In the ten days before Christmas, 81 people killed in home fires throughout the US

By Samuel Davidson
29 December 2014

At least 81 people were killed in home fires throughout the United States in the ten days leading up to Christmas.

On Friday, an early morning fire in Fayette County Ohio, killed a grandmother and her three grandsons as they slept in their ranch style home. The three boys, ages 14, 11 and 9 were staying with their grandmother because they did not want her to be alone on Christmas. The cause of the blaze, which broke out around 4 am, is still under investigation. By the time fire fighters arrived the house was completely engulfed in flames.

Washington Court House, the small rural community of 14,000 where the fire occurred, is located about 40 miles southwest of the state capital Columbus, Ohio. Washington Court House has a very small fire department, with most of its firefighters working on an on call basis. Over 23 percent of the town’s population lives below the poverty line, and the average household income is just $32,196, or one third less than the statewide average.

Fire deaths are on the rise in the United States as the cold weather sets in and many families are forced to use unsafe electric or kerosene space heaters in an effort to save money.

In the 10 days leading up to the tragic fire in Ohio, over 81 people were killed in home fires throughout the country. South Carolina had 12 fire deaths, followed by Florida with seven deaths, while Michigan, North Carolina, New York, Pennsylvania and Virginia each had four fire deaths.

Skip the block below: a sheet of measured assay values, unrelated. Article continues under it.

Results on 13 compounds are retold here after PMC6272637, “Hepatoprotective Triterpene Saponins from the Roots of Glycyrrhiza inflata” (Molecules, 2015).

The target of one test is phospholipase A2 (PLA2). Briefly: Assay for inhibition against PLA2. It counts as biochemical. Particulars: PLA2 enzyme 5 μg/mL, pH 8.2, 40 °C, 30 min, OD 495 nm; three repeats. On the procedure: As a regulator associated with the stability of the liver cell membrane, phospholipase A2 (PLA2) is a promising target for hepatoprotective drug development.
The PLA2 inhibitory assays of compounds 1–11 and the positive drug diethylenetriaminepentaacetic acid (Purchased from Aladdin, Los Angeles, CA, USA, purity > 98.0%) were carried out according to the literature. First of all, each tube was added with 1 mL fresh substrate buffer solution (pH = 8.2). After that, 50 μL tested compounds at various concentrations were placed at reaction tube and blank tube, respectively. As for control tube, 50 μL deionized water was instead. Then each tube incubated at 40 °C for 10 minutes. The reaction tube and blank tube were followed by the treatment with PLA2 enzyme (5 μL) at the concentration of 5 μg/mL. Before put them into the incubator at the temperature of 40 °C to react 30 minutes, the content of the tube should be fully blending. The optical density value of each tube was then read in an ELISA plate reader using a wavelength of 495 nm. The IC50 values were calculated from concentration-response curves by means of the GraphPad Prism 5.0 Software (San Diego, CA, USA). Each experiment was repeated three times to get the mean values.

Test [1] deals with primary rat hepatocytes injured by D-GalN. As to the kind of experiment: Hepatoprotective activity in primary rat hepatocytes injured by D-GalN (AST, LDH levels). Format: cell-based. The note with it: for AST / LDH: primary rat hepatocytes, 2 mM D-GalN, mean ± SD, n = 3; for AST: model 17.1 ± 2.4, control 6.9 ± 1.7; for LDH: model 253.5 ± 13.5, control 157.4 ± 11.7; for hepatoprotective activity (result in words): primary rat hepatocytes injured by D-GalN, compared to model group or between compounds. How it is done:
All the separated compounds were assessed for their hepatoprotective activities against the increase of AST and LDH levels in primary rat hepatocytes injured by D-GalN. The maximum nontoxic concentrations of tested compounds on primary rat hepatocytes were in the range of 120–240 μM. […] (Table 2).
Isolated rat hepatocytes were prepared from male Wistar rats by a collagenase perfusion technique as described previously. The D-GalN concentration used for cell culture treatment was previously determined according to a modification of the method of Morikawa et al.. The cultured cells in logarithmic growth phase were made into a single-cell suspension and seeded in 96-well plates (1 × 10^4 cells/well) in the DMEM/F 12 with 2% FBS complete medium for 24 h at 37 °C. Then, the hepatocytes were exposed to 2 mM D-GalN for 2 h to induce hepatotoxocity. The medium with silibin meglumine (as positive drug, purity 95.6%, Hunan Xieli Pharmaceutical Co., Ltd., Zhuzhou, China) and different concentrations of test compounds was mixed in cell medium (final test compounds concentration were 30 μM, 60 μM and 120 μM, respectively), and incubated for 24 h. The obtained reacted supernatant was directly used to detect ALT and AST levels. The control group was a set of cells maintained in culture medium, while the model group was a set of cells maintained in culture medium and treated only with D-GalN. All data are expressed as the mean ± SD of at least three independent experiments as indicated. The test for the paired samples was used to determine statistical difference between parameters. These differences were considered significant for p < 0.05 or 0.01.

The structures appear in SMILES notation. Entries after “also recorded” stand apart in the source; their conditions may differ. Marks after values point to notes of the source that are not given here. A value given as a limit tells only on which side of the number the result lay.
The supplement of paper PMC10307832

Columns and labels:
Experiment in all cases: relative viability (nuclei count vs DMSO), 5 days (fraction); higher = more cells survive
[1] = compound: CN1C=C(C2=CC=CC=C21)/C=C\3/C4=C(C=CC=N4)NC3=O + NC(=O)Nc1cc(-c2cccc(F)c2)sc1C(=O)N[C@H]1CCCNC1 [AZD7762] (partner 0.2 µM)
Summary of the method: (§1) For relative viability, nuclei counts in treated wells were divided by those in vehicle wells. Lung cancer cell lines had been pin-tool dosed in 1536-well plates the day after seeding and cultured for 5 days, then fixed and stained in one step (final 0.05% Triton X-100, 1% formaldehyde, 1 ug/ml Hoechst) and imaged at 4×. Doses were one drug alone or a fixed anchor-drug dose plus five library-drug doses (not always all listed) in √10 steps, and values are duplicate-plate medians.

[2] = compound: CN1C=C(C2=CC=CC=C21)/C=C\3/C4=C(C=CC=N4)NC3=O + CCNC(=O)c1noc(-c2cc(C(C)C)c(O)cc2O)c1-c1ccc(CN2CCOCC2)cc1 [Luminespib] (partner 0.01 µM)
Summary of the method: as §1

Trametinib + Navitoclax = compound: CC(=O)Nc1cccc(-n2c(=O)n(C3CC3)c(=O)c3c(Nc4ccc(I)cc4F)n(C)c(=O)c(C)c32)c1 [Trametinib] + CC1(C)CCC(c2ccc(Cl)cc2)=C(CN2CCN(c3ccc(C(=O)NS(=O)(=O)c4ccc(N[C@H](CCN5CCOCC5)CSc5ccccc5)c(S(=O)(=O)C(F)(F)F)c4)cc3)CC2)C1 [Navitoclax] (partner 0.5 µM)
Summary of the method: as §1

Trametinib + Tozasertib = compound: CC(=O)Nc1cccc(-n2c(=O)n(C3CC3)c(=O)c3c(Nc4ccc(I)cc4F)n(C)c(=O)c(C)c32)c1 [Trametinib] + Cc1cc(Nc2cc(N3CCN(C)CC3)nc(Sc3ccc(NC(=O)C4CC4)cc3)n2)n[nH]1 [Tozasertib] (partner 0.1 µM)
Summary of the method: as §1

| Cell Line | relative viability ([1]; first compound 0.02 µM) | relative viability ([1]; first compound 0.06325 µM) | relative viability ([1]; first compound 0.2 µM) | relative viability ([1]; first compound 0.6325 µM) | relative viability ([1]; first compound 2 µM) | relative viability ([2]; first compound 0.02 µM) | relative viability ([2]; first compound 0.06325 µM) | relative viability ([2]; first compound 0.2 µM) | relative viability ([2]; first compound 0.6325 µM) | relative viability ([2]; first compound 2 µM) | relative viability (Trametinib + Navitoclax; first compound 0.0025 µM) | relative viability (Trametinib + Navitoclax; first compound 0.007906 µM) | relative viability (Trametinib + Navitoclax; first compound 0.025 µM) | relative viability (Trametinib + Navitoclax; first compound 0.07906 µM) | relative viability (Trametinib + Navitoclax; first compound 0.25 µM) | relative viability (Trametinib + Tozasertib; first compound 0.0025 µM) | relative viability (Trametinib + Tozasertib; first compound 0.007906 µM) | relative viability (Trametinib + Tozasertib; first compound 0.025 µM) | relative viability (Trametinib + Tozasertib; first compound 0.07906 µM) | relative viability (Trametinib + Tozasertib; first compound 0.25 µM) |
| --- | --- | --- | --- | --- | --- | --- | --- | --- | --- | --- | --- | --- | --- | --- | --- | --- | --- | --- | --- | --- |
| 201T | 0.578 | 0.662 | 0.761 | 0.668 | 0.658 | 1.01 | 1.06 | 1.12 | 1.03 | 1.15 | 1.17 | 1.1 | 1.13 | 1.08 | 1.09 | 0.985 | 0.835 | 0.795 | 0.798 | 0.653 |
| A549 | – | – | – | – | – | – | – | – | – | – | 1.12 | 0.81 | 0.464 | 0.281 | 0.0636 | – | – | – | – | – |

Two of the South Carolina fires occurred on December 20, with one in Spartanburg County killing five people and the other in nearby Berea killing three.

The fire in Spartanburg broke out in a 40-year-old apartment building that was not equipped with fire barriers or a sprinkler system, despite requirements in current building codes that all buildings be retrofitted with both fire safety systems.

Killed in the fire were two brothers ages six and eight from one family as well as a mother and her son age 10 and daughter age 19 from another family. At least 40 more were left homeless by the Spartanburg blaze.

Firefighters said the apartment building was burning from end to end when they arrived and they had to rescue many people from their apartments.

The second fire took place in nearby Berea, when a mobile home caught fire, killing two adults and their one-year-old baby. Four other children, two siblings and two cousins, were able to escape the blaze. A 14-year-old cousin was credited with saving two of the boys, aged six and four.

Mobile homes are considered to be the most dangerous homes, in which it can take only a few minutes for the entire structure to be engulfed in flames.

Both Spartanburg County and Berea are located in the north and western part of the state near the North Carolina and Georgia border. Spartanburg County has a poverty rate of 17.9 percent and the median household income is $42,919, slightly below the state average.

Berea has a poverty rate of 31.8 percent and the median household income is just $30,610, making it one of the most impoverished communities in the state. Its childhood poverty rate is nearly 53 percent, or every other child lives in a family that is living below the poverty level.

Fire deaths, while presented as random tragedies in the corporate media, are directly correlated to poorer housing and lower income. As such, they represent yet another expression of the grotesque social inequality produced by American capitalism.

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